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post #1 of 40 Old 03-18-2010 Thread Starter
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Seating New Windows

Any suggestions on the best product to seal acrylic windows to a fiberglass boat? I ordered four new windows and want to get it right the first time. The windows are held in only by the bonding material, no thru bolts.
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post #2 of 40 Old 03-19-2010
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I'll be doing the same thing in the spring, replacing all the windows on my catamaran with cast acrylic bonded to the fiberglass. They're too wide to thru-bolt, with the differences in thermal expansion.

I plan to do something like this guy did:

How to install boat windows and port lights

I'll be skipping the tape, I want a thick bed of sealant due to the window width (they are over 4' wide). Not sure how I'll keep the windows in place while the sealant cures, I may temporarily bolt it in place and then fill the bolt-holes with sealant after it cures.
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post #3 of 40 Old 03-19-2010
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Dow Corning 739. Others have suggested Dow Corning 795, but I think the 739 is a better product. I also called Dow Corning and verified this with them. THey suggest 739 over 795, but 795 will work.

I have found that MEK (Methyl Ethyl Ketone) is a good product for removing old 795/739. You can also use denatured alcohol I believe, but I think the MEK may be a better product for the old, stuck on stuff.

I also prepped the surface with Xylene before wiping down with MEK. MEK did not discolor our windows or fade them - but check first.

I want to warn you that it takes 7-14 days for the 739 to cure completely. It needs to be put on in 55 degree weather minimum. Also, the 739 has a very short shelf life so make sure you check the expiration date before applying.

If you own a Catalina, this information on how-to is in the next Mainsheet as I wrote it for the 400's.

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post #4 of 40 Old 03-19-2010
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BTW, I would like to know why others have suggested 795 or 791 over 739. THat was the product specifically reccomended by Dow COrning for the marine environment and that application.

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We've successfully used 795 on several projects, but never in an adhesive-only situation. We used it in the first place based on a recommendation from a highly regarded local boat repair outfit.

I'd certainly be willing to give 739 a try assuming it's readily available. Even the 795 we had to find a wholesaler - it's not in your average marine or DIY store.

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post #6 of 40 Old 03-19-2010
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BTW, I would like to know why others have suggested 795 or 791 over 739. THat was the product specifically reccomended by Dow COrning for the marine environment and that application.

Brian

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post #7 of 40 Old 03-19-2010
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Read a little more about the sealants

739 - this product is described as a Plastic Adhesive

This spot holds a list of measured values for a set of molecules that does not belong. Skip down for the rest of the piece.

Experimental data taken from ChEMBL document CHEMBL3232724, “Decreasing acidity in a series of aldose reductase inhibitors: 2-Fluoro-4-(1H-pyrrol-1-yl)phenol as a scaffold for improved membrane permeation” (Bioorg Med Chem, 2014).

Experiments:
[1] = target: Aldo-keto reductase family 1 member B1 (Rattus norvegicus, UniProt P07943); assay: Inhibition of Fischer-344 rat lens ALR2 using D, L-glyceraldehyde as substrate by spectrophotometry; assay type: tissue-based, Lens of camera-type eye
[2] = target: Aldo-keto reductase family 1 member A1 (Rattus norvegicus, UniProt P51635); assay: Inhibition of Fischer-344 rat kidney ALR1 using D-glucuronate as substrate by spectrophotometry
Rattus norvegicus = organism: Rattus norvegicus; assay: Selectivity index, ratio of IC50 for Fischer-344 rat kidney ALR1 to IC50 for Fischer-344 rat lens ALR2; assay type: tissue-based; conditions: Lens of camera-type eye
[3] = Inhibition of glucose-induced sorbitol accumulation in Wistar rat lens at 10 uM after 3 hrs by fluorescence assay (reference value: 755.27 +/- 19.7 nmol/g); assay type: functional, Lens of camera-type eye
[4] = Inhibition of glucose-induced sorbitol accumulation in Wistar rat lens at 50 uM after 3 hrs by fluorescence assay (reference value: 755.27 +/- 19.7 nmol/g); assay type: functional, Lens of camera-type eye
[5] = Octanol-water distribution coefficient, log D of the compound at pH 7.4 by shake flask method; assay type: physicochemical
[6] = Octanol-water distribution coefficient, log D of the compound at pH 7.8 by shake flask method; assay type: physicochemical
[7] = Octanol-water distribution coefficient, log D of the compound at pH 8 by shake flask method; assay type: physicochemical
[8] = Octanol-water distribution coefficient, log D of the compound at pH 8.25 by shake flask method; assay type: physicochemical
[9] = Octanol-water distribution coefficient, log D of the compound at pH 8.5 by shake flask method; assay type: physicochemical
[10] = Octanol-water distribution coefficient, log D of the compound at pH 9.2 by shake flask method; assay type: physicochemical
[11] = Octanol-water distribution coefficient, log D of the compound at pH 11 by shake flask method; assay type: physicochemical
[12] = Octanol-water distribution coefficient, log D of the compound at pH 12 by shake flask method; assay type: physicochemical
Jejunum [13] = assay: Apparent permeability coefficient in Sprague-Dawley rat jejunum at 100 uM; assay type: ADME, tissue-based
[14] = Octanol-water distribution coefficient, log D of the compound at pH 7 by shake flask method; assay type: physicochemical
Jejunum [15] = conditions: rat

791 - this product is described as "WeatherSeal"
795 - this product is described as "Structural Adhesion"

My search for data sheets led to this one for 795:

http://www3.dowcorning.com/DataFiles...c88021ffb4.pdf

and this one for 739:

http://www3.dowcorning.com/DataFiles...c880002241.pdf

Couldn't find one for 791, but "Black" isn't listed as a color so I'm not terribly interested in it anyways.

Sadly the data sheets describe different things - the one I'm most interested in, joint movement capability, is 50% on 795 and not mentioned in the 739 spec sheet. Of course the 739's elongation percent is 640%. What the difference is, I'm not sure...

The article I posted earlier also mentioned painting the inside of the plexi around the edges, to hide the sealant/tape and have the exterior look better. That of course means that the sealant will be clinging to the hull and to the paint, and then the paint is in turn clinging to the acrylic. Does anyone think that might pose a potential problem? From reading the 795 datasheet, I think it's a bad idea...

The 795 data sheet recommends priming with 1205 primer on acrylic and polycarbonate (a clear primer). Of course Dow is discontinuing 1205 production in 2010...

Last edited by LookingForCruiser; 03-20-2010 at 10:14 PM.
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post #8 of 40 Old 03-19-2010
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What I did and what most mfg do is to press it until it makes a uniform seal around it. You may want to mask it off to make it look good too, but be careful messing with it too much. Better to let it dry and cut it off. If you uniformly press against the "window-inner-edge" where the glass adheres and fill in all the gaps, then let it dry and cut off any extra, it looks good. THat is basically how Catalina does it.

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post #9 of 40 Old 03-19-2010 Thread Starter
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Any thoughts on the West Marine adhesives, like the 4200? The product description says the stuff is made to adhere acrylic to fiberglass.
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post #10 of 40 Old 03-19-2010
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4200 will be guaranteed to leak, it won't take the expansion/contraction
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